Green Snow In Russia And Snow In The Arabian Desert

Winter isn’t even here yet, but already some frosty – and strange – weather activity is appearing worldwide. First, an anomalous snow storm appeared in the Saudi Arabian desert, coating the usually hot, arid desert in a fine coating of white powder. The snow fell as temperatures plunged below zero during the last weeks of November across central and northwestern Saudi Arabia, where temperatures usually hover around 20° C (68° F) this time of year.  Snow in the desert. Local citizens were shocked and delighted by the anomaly, taking to the streets (and social media) to frolic in the rare wintry treat. Saudi Arabia has been experiencing several weather anomalies recently, including a rare desert flood. Many Saudis took to Twitter to declare “how European” the snow made them feel. A little farther to the east, a bizarre winter sight greeted residents in the historic Ural Mountain town of […] Read More

Unexplained Spiral Vortex Appears on Mexican Weather Radar

Weather radar pictures have emerged of what appears to be a huge spiral vortex covering the entire country of Mexico on December 26th. Could it be a ghost of some hurricane past or worse – a ghostly prediction of a hurricane future? Is it related to other strange spirals seen on radar displays around the world? The video posted on the Internet shows a series of radar images of the spiral. It reportedly began on December 26th and was still there as of this writing on December 31st. It strangely appears only on National Weather Service radar centered in Mexico City (named Catedral for the Metropolitan Cathedral – Catedral Metropolitana). If it’s a malfunction, there’s no mention of it on the display nor anywhere else. Could it be something else? This isn’t the first time a mysterious spiral has appeared on Mexican weather radar. This spiral was seen on […] Read More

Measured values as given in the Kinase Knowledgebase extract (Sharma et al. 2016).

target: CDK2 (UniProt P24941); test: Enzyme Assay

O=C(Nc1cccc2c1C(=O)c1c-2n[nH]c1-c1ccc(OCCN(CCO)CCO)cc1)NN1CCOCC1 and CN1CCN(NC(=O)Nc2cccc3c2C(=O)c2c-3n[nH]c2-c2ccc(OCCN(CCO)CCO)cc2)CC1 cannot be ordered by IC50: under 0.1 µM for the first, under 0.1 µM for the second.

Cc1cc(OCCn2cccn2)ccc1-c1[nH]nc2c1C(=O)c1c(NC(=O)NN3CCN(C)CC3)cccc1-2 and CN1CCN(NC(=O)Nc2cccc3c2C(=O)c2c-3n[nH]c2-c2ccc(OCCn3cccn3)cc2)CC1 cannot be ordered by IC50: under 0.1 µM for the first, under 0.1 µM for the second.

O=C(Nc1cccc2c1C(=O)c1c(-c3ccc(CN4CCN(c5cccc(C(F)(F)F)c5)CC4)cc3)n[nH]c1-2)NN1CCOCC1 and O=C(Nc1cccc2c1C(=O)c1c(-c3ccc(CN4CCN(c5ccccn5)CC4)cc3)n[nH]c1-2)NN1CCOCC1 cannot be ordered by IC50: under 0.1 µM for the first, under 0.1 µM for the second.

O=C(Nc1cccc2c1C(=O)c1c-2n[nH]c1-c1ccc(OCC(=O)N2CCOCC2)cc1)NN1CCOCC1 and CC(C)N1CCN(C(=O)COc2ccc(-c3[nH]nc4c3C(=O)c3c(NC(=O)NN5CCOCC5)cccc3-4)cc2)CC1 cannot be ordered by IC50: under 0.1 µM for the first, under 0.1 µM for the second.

Mysterious Orange Snow Falls on Russian Town

I survive winters by abiding by these three simple rules: enjoy the white snow, drive carefully in the grey snow and don’t eat the yellow snow. I don’t know what to do if orange snow falls and neither did the residents of the Russian city of Saratov when it was blanketed this week with a deep covering of orange flakes. Saratov is a major port (population over 800,000) on the Volga River, 858 km (533 miles) from Moscow, and has a moderate (for Russia) climate with an annual snowfall of about 163 centimeters (64 inches) which, until now, has never been orange. The orange snow was widespread and of various shades of orange along with patches of yellow and brown. Saratov’s residents were rightly skeptical to avoid eating snowflakes or jumping in the juice-colored banks until finding out what caused it. The most likely reason, according to Saratov weather […] Read More